- President Obama ordered flags lowered to half-staff in memory of Nelson Mandela
- Mandela loomed large over American activists and politicians
- His plight has been repeatedly depicted by Hollywood
Word of Nelson Mandela's death spread quickly across the United States, bringing with it a mix of reverence and grief for a man who was born in South Africa but in the end belonged to the world.
President Barack Obama ordered American flags to be lowered immediately to half-staff until Monday in tribute to Mandela, a rare honor for a foreign leader.
Memorials to the former South African president popped up from Los Angeles to Chicago, where flowers and candles were laid in front of murals bearing his likeness. In Washington, people gathered in front of South Africa's embassy.
For many Americans, the death of Mandela was akin to losing one of their own.
He loomed large in the actions of activists and politicians; he inspired music and movies.
Here's a look at Mandela's impact on the United States:
It began with a financial boycott, of sorts.
Students on campuses across the country in the late 1970s called for their universities and colleges to divest from investments in South Africa.
That led to sit-ins and protest marches that by the mid-1980s drew thousands.
"We had marches day after day, thousands of people got arrested in Washington, D.C.," civil rights attorney Charles Ogletree said. "They were all released and ultimately not charged with any offense. Because it was a national issue -- black, white, male, female, people on the left and right, everybody was involved in it."
In 1986, Rep. Ron Dellums, D-California, sponsored a bill that called for a full trade embargo against South Africa as well as divestment by American companies. The bill, which passed the House, was vetoed by then-President Ronald Reagan. Congress then overrode the veto.
Today, this type of activism -- financial boycotts -- have become a protest staple. For example, fast food workers called this week for a boycott of their respective restaurants to protest low wages.
It began in 1985 with musician Steven Van Zandt's "Sun City," a song that protested the South African policy of apartheid.
The music brought together such musical powerhouses as Bruce Springsteen, Run DMC, Bonnie Raitt, Miles Davis, George Clinton, Jackson Browne and dozens more to record the single and video.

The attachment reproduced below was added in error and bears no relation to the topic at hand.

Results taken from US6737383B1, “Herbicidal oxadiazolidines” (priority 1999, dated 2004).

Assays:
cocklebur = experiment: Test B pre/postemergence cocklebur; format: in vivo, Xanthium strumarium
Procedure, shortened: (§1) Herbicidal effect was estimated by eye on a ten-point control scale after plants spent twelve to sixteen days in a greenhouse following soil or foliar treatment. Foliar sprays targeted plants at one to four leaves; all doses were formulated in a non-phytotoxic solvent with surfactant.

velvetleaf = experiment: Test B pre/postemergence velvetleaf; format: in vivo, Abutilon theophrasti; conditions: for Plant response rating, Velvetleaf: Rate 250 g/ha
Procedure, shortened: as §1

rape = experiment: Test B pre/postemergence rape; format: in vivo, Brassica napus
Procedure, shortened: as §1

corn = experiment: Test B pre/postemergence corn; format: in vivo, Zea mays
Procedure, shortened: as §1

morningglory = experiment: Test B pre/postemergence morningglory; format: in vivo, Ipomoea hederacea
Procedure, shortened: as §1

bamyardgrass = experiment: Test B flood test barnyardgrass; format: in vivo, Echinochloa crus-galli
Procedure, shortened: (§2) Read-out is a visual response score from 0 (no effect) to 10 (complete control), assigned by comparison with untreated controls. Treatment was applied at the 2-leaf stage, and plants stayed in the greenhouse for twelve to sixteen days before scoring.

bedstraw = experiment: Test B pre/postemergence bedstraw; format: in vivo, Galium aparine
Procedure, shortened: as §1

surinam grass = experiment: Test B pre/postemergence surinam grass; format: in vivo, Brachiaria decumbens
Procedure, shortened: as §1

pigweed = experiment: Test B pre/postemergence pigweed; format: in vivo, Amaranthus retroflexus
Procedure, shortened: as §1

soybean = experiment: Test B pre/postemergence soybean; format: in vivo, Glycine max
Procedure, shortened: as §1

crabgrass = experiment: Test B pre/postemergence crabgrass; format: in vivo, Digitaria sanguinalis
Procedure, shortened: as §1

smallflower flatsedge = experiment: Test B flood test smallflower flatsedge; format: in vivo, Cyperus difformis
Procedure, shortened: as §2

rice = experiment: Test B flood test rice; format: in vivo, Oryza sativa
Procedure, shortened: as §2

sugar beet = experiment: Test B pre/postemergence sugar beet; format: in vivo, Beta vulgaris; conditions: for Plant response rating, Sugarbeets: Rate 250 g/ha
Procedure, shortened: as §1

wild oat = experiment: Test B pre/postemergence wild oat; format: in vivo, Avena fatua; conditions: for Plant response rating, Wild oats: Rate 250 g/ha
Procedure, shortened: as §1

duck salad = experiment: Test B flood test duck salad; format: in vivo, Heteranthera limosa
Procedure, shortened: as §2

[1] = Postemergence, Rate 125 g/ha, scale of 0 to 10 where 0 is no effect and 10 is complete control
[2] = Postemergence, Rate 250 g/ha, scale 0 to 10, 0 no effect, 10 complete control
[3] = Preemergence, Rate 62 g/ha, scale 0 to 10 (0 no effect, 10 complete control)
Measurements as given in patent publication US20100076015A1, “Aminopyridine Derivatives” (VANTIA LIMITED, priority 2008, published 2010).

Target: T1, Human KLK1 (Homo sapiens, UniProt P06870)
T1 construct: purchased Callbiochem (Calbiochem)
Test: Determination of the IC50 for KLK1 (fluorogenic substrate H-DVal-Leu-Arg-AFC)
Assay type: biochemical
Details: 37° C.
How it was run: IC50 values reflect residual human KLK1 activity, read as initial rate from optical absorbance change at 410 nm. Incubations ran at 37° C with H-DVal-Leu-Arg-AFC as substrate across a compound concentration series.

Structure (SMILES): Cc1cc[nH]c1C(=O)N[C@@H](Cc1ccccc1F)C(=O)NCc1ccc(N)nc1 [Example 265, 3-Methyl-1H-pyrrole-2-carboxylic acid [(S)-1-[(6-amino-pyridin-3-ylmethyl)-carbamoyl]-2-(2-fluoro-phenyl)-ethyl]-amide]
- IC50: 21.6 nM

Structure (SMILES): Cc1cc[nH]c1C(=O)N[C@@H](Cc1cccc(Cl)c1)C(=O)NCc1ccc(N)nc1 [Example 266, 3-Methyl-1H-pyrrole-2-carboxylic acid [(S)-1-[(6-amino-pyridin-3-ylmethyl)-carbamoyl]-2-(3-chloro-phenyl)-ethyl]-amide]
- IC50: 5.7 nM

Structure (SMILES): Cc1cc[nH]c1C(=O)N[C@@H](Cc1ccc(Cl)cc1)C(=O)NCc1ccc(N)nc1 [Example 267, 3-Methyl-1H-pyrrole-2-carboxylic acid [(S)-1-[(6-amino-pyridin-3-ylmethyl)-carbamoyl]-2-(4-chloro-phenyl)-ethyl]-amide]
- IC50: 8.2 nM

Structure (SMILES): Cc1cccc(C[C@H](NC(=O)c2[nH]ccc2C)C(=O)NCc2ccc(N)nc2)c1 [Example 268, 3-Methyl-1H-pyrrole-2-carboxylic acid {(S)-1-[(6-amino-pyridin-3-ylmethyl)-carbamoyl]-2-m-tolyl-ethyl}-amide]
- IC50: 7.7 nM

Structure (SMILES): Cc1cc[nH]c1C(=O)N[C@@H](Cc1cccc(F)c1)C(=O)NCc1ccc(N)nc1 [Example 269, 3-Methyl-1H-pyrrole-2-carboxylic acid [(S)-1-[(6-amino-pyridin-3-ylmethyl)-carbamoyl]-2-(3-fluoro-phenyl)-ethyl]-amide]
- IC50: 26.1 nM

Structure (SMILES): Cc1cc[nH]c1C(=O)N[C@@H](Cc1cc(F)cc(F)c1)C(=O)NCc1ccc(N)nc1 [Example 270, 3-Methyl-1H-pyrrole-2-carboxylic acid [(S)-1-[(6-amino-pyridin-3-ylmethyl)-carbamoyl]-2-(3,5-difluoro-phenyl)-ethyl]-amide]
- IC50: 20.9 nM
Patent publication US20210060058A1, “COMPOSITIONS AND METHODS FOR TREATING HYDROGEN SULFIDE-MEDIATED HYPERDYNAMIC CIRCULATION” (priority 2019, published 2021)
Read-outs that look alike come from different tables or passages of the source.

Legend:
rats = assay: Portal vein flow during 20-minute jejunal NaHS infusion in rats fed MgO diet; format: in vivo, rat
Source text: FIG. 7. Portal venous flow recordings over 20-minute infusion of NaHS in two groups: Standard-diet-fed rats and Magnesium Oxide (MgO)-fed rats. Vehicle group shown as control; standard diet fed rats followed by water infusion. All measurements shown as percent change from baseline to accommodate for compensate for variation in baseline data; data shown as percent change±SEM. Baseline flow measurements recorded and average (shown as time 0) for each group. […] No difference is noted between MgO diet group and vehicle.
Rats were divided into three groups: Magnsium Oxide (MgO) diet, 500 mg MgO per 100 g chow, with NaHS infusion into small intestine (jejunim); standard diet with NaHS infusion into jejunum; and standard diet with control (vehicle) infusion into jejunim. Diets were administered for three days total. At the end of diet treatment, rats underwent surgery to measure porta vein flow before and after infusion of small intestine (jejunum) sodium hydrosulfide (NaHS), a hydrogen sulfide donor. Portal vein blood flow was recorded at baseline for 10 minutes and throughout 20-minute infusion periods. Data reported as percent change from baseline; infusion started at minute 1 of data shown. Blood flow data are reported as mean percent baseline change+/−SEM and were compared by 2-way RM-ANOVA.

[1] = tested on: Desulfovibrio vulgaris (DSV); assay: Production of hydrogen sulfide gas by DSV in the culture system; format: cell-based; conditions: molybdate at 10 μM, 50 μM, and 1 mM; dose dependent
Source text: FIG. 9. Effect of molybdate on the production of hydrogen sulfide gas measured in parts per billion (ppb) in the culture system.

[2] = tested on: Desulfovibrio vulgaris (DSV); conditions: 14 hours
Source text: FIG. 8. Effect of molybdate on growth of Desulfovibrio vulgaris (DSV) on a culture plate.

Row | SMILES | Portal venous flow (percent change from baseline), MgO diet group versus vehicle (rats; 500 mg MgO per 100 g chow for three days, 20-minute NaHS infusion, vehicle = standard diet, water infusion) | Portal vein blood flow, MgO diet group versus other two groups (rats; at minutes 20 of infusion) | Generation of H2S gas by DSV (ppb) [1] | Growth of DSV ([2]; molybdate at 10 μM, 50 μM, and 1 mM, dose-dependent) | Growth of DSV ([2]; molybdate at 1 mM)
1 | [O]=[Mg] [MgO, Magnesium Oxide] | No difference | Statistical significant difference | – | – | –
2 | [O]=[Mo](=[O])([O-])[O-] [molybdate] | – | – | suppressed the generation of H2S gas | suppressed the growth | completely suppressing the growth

That was followed in 1986 with the release of Paul Simon's "Graceland," which featured South African musicians -- including Ladysmith Black Mambazo.
Simon on Thursday praised Mandela as one of the world's greatest teachers.
"He conceived a model for mortal enemies to overcome their hatred and find a way through compassion to rebuild a nation based on truth, justice and the power of forgiveness," the singer said in a statement to CNN. "His passing should reignite a worldwide effort for peace."
On Thursday, the famed Apollo Theater in Harlem -- that hosted so many of these artists -- paid tribute to Mandela. Its marquee said, simply: "He changed our world."
Hollywood was a long-time supporter of Mandela's fight against apartheid, releasing a number of movies inspired by the civil rights leader's plight.
"We count ourselves unspeakably fortunate to have been immersed in Nelson Mandela's story and legacy," said Harvey Weinstein, whose company is releasing the biopic "Mandela: Long Walk to Freedom" this month.
A number of Hollywood heavyweights have portrayed Mandela, including Danny Glover, Sidney Poitier and Terrance Howard. Morgan Freeman earned an Oscar nomination for best actor for his portrayal of Mandela in "Invictus."
The latest to step into the role is Idris Elba, who plays the South African leader in "Mandela: Long Walk to Freedom."
"What an honor it was to step into the shoes of Nelson Mandela and portray a man who defied odds, broke down barriers, and championed human rights before the eyes of the world," Elba said.
Perhaps nowhere is Mandela's influence more evident that on America's politicians.
As a student at the University of California, Berkeley, California Assemblywoman Nancy Skinner participated in the divestment protests in the late 1970s and early 1980s.
So when Mandela was released and the South African government began its transition, "I think we felt like were part of that," Skinner said.
She learned of Mandela's death during a Democratic caucus in California.
"That strategic, spiritual, political leadership has no equal," she said.
President Obama recounted to the nation on Thursday how he drew inspiration from Mandela during his first public speech.
"My very first political action, the first thing I ever did that involved an issue or a policy or politics, was a protest against apartheid. I studied his words and his writings," he said in a televised address shortly after Mandela's death was announced.
"And like so many around the globe, I cannot fully imagine my own life without the example that Nelson Mandela set, and so long as I live I will do what I can to learn from him."
"He no longer belongs to us," Obama said. "He belongs to the ages."